Over the years I've collected dozens and dozens of transformers. Most are stripped out of old equipment and most have little to identify what they are so cannot be used without some investigation.
I recently needed a transformer suitable for making a high voltage power supply for a transmitter. Something like 500 volts at 100mA or so.
I rummaged through my collection to find a suitable transformer. Of course lots of transformers are not mains transformers, they are for audio matching and inter-valve/transistor use, etc etc as well as for connecting to mains. The last type may be for UK mains solely, but some are universal for US or UK mains. The first problem is identifying what exactly a particular transformer was designed for.
There may be clues. The obvious one is markings. Clearly if it has 240v or 230v plus maybe some tappings marked on it that's half the battle. One I picked up yesterday had lots of numbers marked on it but these were just sequential numbers from 1 to 26 apart from a pair of unused tags marked "N" and "L" (a good sign).
Here's my method of figuring out what you've got.
First make a sketch of the pin layout and measure DC resistance between each and every pin. Lots of resistance readings will be quite low, say less than 1 ohm, but high enough to judge whether there's a winding involved. Look at the connecting wire to a particular tag or loose wire end if there are no tags fitted and make a note as to whether it's thick or thin enamelled wire or multi-stranded. It may be advantageous to solder a couple of tagstrips to flying leads to avoid breakages. Draw a rough circuit diagram of potential windings based on resistance measurements.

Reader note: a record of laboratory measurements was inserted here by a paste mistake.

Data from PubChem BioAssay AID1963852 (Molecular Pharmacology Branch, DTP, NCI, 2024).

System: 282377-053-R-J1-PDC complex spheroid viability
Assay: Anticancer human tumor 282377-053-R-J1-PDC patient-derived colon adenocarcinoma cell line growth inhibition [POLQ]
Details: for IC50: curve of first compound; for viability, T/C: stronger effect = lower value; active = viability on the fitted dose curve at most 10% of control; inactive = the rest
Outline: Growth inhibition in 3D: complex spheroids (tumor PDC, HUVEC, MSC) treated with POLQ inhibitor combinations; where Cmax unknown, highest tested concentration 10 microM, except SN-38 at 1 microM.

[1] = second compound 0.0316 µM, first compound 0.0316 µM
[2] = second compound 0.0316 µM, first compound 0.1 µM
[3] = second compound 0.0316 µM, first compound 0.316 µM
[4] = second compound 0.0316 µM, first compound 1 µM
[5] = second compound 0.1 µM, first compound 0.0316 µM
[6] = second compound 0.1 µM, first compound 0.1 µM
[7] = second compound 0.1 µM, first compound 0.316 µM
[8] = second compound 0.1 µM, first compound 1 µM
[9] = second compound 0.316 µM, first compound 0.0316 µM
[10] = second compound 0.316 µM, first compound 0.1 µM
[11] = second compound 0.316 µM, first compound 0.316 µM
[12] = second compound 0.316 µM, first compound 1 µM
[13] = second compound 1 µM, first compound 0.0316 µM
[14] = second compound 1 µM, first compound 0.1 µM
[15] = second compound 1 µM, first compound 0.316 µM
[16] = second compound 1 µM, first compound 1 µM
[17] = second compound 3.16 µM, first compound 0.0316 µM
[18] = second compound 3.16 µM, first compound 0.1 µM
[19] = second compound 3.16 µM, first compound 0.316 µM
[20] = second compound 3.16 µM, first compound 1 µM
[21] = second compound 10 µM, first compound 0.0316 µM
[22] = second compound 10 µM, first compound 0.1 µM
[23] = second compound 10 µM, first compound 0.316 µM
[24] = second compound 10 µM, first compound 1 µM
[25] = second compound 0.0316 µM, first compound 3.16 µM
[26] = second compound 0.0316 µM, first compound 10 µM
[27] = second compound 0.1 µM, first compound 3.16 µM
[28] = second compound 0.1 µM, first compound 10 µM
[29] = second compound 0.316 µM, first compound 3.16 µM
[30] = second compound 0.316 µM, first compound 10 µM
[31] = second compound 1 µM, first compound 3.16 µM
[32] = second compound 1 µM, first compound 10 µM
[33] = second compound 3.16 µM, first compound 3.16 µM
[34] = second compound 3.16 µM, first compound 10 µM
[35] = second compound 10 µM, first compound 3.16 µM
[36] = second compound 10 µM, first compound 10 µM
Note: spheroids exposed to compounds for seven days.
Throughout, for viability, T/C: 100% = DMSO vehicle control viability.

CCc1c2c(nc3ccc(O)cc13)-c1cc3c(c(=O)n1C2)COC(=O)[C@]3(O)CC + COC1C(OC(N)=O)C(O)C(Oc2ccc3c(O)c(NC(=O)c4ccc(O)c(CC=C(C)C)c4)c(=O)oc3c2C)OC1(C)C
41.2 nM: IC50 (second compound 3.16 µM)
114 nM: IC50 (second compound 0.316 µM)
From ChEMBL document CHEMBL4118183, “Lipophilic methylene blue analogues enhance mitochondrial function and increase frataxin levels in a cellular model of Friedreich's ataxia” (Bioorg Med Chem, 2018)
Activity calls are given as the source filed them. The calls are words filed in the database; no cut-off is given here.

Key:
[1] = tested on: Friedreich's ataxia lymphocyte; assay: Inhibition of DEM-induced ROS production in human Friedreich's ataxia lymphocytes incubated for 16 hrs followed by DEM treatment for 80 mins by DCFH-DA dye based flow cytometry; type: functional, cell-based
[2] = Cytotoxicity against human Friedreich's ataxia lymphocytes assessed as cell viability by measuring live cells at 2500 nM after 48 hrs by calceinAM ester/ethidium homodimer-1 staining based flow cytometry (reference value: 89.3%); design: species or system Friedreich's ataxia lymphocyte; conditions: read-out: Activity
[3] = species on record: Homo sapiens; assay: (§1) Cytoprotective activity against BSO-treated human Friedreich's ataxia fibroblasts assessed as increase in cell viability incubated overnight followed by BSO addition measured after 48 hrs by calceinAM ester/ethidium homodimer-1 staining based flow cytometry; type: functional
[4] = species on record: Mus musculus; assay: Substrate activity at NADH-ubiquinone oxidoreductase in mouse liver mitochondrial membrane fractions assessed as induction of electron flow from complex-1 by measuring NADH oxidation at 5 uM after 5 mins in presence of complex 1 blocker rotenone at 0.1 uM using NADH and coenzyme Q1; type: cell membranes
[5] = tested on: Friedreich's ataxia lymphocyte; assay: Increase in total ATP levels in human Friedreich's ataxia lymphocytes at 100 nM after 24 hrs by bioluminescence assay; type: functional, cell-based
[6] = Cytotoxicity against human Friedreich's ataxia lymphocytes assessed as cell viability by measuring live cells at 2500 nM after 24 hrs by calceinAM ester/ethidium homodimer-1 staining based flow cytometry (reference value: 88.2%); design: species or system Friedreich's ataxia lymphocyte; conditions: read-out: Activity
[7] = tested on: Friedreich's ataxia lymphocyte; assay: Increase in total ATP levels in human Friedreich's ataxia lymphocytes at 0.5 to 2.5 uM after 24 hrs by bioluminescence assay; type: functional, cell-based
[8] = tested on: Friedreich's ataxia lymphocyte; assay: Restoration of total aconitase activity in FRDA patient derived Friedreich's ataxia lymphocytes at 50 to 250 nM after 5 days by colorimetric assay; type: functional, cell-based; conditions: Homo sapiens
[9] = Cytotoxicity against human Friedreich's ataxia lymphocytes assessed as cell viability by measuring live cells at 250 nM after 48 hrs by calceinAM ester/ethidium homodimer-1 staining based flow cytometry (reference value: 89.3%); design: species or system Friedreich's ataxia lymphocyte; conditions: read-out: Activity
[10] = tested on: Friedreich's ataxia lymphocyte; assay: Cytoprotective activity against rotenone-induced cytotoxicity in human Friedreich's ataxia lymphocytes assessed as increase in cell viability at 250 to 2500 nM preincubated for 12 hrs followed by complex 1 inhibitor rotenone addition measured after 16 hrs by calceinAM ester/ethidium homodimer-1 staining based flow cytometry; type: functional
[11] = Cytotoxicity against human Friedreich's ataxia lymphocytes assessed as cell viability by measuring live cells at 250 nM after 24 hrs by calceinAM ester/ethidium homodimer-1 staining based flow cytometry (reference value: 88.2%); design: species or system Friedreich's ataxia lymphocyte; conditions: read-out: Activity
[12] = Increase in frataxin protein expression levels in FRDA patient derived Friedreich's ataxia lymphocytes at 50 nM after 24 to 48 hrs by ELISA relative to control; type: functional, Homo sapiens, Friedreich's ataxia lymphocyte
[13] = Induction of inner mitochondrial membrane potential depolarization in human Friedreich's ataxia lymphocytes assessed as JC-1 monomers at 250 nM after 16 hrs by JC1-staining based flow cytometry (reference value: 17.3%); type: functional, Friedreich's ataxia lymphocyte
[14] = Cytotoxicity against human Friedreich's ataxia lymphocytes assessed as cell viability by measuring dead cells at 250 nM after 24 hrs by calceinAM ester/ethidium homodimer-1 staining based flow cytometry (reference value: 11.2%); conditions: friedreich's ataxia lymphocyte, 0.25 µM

Often you can figure out which connections are those for mains input, but it would be imprudent to just connect these up and plug into a mains supply.
Initially try connecting a low voltage AC supply from a low voltage mains transformer to each potential winding in turn whilst monitoring the current flow. I use a small clamp meter. If the current is too great, say over 1 amp, accompanied by sparks and loud humming try a different winding. Without a clamp meter just monitor the AC voltage as you connect it to a winding and if it drops by only a small amount all well and good, but if it drops significantly move on to another winding. When you find a winding that consumes say half an amp this can be used as a test winding. The choice of test input voltage is important too. You can try 6 volts or 12 volts for starters.
Having established a suitable test input winding you should then measure the voltage at the test winding for reference, then each of the other potential windings that you discovered by resistance tests. The resistance check is vital because with a modern digital AC voltmeter you'll get a reading across any pair of connections whether or not they are both connected to the same winding. Very confusing.
Note each output voltage. This will then give you an idea of what the windings represent. For example, with 6 volts input at the test winding you might see 200 volts on another. You might see 4 volts, or virtually anything. Remember that many transformers don't work as well when stepping up if they were designed for stepping down. The aim is to find the mains input winding.